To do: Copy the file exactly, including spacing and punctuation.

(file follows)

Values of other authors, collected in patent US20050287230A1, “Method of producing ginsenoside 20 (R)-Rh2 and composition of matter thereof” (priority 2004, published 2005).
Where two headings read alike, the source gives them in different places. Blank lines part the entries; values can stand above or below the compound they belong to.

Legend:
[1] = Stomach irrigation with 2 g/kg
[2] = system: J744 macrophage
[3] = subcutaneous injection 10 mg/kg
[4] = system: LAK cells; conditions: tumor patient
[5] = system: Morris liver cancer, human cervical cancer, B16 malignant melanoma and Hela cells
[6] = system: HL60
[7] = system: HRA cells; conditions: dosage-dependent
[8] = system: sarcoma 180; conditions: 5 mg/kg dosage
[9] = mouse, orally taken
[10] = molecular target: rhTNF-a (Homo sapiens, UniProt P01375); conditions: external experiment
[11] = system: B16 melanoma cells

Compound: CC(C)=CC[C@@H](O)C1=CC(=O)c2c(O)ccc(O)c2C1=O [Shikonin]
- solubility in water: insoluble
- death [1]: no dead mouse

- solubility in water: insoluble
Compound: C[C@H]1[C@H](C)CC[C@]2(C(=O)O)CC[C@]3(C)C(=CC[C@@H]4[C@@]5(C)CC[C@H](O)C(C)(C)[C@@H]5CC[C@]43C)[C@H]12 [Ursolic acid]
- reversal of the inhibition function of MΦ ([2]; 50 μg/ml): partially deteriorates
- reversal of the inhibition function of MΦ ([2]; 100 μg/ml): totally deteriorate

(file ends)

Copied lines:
Values of other authors, collected in patent US20050287230A1, “Method of producing ginsenoside 20 (R)-Rh2 and composition of matter thereof” (priority 2004, published 2005).
Where two headings read alike, the source gives them in different places. Blank lines part the entries; values can stand above or below the compound they belong to.

Legend:
[1] = Stomach irrigation with 2 g/kg
[2] = system: J744 macrophage
[3] = subcutaneous injection 10 mg/kg
[4] = system: LAK cells; conditions: tumor patient
[5] = system: Morris liver cancer, human cervical cancer, B16 malignant melanoma and Hela cells
[6] = system: HL60
[7] = system: HRA cells; conditions: dosage-dependent
[8] = system: sarcoma 180; conditions: 5 mg/kg dosage
[9] = mouse, orally taken
[10] = molecular target: rhTNF-a (Homo sapiens, UniProt P01375); conditions: external experiment
[11] = system: B16 melanoma cells

Compound: CC(C)=CC[C@@H](O)C1=CC(=O)c2c(O)ccc(O)c2C1=O [Shikonin]
- solubility in water: insoluble
- death [1]: no dead mouse

- solubility in water: insoluble
Compound: C[C@H]1[C@H](C)CC[C@]2(C(=O)O)CC[C@]3(C)C(=CC[C@@H]4[C@@]5(C)CC[C@H](O)C(C)(C)[C@@H]5CC[C@]43C)[C@H]12 [Ursolic acid]
- reversal of the inhibition function of MΦ ([2]; 50 μg/ml): partially deteriorates
- reversal of the inhibition function of MΦ ([2]; 100 μg/ml): totally deteriorate